Our understanding of this, and similar events to be discussed in the Old Testament is often obscured by modern pop Christian eschatology in which human persons who die either ‘go up to heaven’ or ‘go down to hell’.  This is not, of course, the teaching of the scriptures, which teach bodily resurrection in the world to come following the judgment of the living and the dead.  Particularly in the Old Testament, there is no distinction made regarding the fate of individuals who die.  Both the righteous and the wicked go to the grave, Sheol in Hebrew or Hades in Greek.  Both the patriarchs Abraham, Isaac, and Jacob, and a wicked king like Omri, are said by the Old Testament, at their death, to ‘rest with their fathers’.  This is a situation which will be fundamentally transformed at the resurrection of Christ, and that transformation forms the basis of many of the hymns of Pascha.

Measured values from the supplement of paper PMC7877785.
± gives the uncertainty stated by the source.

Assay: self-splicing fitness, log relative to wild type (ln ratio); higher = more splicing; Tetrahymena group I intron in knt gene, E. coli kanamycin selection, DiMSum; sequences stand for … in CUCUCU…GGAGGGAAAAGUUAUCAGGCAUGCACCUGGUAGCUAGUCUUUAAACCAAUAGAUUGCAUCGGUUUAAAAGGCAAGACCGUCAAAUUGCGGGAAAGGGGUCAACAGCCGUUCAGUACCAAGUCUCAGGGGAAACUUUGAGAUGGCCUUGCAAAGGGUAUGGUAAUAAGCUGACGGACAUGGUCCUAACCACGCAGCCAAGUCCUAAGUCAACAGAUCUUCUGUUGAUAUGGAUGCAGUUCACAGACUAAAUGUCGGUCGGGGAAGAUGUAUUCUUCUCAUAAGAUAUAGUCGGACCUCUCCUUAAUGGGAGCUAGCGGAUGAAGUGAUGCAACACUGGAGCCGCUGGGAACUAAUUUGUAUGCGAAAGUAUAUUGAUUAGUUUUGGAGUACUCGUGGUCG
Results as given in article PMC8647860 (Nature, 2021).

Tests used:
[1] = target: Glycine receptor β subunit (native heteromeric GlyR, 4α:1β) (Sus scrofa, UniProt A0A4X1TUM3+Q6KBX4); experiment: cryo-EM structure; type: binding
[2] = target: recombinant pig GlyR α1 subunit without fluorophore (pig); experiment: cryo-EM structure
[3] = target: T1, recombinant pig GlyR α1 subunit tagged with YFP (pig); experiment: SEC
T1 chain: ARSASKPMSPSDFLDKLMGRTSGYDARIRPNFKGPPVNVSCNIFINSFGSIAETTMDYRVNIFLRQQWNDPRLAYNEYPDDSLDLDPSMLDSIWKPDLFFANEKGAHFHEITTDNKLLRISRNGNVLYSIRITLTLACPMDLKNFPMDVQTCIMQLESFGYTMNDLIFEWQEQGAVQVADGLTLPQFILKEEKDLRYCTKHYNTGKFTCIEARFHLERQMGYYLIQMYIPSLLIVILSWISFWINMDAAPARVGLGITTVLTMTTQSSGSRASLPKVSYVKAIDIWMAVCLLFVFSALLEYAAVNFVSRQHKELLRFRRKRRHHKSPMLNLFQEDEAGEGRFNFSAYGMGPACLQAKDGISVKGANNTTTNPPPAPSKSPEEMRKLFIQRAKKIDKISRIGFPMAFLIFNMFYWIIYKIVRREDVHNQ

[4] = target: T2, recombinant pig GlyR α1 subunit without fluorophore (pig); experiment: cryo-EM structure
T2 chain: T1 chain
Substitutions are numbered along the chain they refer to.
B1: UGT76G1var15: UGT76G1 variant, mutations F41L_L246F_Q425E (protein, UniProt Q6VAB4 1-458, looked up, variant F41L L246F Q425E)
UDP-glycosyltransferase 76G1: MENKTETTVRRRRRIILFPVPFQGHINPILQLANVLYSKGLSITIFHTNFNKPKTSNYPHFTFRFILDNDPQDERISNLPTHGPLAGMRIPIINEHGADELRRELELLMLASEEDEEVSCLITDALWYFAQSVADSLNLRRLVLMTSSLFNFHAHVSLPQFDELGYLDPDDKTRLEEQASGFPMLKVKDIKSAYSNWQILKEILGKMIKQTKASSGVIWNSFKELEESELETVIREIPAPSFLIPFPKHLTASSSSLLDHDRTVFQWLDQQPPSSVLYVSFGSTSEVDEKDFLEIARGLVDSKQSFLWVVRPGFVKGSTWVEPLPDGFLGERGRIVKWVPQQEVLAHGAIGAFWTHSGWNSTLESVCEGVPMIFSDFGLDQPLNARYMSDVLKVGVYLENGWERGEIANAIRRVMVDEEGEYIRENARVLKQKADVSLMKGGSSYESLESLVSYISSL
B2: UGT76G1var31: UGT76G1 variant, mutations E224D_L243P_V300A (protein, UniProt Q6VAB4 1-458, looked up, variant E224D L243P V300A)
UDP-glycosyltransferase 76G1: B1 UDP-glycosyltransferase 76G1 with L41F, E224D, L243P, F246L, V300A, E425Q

It is therefore a misunderstanding to interpret what happened to Enoch as ‘going to heaven without dying’, because those who died in the Old Covenant were not seen to ‘go to heaven’ at all.  Enoch, rather, is chosen by God to join the divine council as, then, is the Prophet Elijah.  In a previous post, Ezekiel’s vision of God’s throne as a throne-chariot was discussed.  God’s throne serves as a chariot because his reign is not limited to one particular location, but ranges throughout the creation.  This is likewise true of the divine council, for wherever the Lord is, there are the angelic hosts surrounding his throne and serving him.  And so, when Daniel describes his vision of the divine council, he sees thrones, plural, set, and then the Ancient of Days takes his throne, while the council surrounds him on lesser thrones (Dan 7:9).  That St. Elias is taken to heaven in a fiery chariot is therefore a way of describing that he has been made a member of the divine council alongside the angelic beings.  It therefore became a commonplace of Second Temple Jewish literature that Enoch and Elijah would someday return with an angelic mission related to the coming of the Messiah.  Likewise, this is why the iconography of St. John the Forerunner combines both the imagery of the returning Elijah, as referenced in the Gospels (Matt 11:13-14, 17:12-13, Mark 9:13, Luke 1:11-17), and angelic imagery.  When he and Moses appear on Mt. Tabor with Christ, they are engaged with him in discussion, as councilors to the king.